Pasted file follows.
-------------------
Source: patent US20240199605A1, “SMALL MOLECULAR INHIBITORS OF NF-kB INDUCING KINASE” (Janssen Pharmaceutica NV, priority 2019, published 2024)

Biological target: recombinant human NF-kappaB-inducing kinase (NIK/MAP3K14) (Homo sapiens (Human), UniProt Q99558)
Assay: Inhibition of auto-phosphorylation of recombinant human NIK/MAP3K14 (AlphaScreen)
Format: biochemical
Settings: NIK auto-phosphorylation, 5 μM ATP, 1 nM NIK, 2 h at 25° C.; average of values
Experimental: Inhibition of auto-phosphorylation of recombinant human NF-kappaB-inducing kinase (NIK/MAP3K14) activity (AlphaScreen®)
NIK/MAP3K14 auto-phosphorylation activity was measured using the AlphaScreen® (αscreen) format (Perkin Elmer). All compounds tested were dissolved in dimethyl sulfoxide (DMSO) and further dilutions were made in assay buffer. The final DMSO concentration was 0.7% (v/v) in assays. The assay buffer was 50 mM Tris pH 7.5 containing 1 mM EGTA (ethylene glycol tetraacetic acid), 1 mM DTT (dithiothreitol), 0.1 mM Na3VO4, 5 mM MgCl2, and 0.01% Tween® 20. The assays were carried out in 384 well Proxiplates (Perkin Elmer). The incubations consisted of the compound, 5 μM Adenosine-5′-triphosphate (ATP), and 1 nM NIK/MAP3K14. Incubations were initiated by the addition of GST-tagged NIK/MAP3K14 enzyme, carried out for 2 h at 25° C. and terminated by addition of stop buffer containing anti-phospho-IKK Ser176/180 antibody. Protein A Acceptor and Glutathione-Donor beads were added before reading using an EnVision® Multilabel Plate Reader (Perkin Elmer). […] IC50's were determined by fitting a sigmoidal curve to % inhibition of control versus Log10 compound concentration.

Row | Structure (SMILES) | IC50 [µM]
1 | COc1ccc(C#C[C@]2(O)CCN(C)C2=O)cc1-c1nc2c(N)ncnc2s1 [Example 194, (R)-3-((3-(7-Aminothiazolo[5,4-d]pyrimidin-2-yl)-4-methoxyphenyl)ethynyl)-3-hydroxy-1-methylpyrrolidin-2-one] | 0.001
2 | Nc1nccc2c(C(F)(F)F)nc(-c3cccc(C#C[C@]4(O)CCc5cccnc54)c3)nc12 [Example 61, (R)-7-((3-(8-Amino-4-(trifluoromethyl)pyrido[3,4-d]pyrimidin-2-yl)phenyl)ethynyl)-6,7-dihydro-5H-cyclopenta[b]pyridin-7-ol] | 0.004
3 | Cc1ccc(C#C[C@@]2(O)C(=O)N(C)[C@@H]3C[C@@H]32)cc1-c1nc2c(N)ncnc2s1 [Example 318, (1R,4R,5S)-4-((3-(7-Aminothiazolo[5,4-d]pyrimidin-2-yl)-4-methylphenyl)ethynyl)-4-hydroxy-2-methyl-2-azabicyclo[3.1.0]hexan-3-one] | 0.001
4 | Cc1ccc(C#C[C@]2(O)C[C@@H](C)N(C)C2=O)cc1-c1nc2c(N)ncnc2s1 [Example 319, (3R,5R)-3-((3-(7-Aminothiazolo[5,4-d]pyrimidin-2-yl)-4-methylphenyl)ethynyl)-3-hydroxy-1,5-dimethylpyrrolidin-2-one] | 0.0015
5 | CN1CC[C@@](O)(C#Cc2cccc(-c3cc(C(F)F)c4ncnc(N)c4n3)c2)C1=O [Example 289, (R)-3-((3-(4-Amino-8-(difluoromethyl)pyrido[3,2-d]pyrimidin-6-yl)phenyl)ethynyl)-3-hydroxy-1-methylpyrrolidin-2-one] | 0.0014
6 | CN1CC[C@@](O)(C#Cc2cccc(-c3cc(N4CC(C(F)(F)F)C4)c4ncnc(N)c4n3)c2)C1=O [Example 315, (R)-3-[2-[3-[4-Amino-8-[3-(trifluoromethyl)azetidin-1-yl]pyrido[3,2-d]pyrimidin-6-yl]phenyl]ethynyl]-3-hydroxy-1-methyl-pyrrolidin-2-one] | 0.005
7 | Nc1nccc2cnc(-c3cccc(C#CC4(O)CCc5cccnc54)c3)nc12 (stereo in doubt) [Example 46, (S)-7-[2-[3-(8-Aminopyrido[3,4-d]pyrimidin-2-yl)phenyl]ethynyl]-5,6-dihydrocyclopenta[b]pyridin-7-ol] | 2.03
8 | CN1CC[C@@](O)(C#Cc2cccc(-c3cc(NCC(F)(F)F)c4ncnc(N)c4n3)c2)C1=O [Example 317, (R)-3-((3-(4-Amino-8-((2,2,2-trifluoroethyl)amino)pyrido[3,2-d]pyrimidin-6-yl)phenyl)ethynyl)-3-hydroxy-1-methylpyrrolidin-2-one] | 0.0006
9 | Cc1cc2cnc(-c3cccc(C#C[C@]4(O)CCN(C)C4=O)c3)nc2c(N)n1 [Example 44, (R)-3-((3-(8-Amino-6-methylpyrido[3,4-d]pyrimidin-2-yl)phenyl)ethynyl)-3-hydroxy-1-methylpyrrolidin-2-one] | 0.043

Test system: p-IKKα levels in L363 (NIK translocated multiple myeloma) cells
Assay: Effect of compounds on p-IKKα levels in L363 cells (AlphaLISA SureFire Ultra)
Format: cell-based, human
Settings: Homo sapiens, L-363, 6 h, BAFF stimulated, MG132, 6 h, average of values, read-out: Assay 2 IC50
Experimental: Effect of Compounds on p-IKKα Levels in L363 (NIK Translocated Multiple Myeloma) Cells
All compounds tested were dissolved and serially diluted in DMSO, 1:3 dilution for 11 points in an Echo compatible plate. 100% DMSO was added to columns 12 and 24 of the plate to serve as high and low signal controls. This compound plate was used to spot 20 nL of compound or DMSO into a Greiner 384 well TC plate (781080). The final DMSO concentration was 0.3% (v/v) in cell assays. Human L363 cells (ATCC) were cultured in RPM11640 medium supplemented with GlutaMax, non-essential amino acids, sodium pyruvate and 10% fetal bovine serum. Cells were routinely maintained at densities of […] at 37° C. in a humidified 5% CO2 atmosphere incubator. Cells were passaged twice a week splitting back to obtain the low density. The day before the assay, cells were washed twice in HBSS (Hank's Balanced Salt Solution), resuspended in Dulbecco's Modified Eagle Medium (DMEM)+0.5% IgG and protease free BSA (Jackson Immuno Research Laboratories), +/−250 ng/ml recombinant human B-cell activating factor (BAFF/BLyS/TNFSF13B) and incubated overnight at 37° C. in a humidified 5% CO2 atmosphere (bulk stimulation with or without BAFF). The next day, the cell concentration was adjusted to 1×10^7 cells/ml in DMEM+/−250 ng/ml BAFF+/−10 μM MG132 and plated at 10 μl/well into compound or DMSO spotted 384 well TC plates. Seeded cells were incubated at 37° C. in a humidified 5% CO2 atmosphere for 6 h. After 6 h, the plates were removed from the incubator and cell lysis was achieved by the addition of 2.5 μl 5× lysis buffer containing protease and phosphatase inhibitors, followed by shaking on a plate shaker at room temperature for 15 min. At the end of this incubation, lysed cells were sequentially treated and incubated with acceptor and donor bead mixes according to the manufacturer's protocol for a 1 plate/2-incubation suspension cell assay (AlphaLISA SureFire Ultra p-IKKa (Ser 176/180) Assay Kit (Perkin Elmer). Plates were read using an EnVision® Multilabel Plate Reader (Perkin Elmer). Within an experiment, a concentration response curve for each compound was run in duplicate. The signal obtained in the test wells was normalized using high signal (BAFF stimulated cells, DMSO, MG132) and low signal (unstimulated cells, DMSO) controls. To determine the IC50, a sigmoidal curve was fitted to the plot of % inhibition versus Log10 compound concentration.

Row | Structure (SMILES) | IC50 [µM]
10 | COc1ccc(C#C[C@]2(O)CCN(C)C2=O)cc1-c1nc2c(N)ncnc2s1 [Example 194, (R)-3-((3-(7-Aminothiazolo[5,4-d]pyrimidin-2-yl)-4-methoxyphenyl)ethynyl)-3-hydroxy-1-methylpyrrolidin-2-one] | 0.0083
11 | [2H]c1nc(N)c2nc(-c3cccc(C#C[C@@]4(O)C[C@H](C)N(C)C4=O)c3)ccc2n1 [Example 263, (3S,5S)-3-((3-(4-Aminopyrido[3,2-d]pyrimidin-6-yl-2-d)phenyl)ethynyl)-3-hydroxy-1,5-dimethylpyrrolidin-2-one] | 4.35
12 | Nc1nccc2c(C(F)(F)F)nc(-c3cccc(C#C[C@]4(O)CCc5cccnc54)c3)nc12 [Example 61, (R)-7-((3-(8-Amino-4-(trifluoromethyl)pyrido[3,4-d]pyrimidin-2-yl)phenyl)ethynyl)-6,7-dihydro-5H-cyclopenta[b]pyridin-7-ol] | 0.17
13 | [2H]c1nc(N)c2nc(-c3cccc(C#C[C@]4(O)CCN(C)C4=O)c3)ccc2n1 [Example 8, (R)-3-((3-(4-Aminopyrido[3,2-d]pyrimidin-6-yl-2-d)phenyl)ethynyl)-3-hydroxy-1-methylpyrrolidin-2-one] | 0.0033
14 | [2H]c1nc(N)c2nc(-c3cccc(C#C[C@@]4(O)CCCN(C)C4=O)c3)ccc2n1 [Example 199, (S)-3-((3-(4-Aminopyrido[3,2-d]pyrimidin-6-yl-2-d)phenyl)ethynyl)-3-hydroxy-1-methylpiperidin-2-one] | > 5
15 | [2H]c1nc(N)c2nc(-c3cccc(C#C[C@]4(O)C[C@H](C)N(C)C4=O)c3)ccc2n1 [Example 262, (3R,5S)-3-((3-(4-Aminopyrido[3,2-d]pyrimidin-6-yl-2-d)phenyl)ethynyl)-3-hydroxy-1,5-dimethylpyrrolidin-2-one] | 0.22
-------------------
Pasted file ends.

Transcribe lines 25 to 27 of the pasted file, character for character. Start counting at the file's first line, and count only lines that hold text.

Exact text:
10 | COc1ccc(C#C[C@]2(O)CCN(C)C2=O)cc1-c1nc2c(N)ncnc2s1 [Example 194, (R)-3-((3-(7-Aminothiazolo[5,4-d]pyrimidin-2-yl)-4-methoxyphenyl)ethynyl)-3-hydroxy-1-methylpyrrolidin-2-one] | 0.0083
11 | [2H]c1nc(N)c2nc(-c3cccc(C#C[C@@]4(O)C[C@H](C)N(C)C4=O)c3)ccc2n1 [Example 263, (3S,5S)-3-((3-(4-Aminopyrido[3,2-d]pyrimidin-6-yl-2-d)phenyl)ethynyl)-3-hydroxy-1,5-dimethylpyrrolidin-2-one] | 4.35
12 | Nc1nccc2c(C(F)(F)F)nc(-c3cccc(C#C[C@]4(O)CCc5cccnc54)c3)nc12 [Example 61, (R)-7-((3-(8-Amino-4-(trifluoromethyl)pyrido[3,4-d]pyrimidin-2-yl)phenyl)ethynyl)-6,7-dihydro-5H-cyclopenta[b]pyridin-7-ol] | 0.17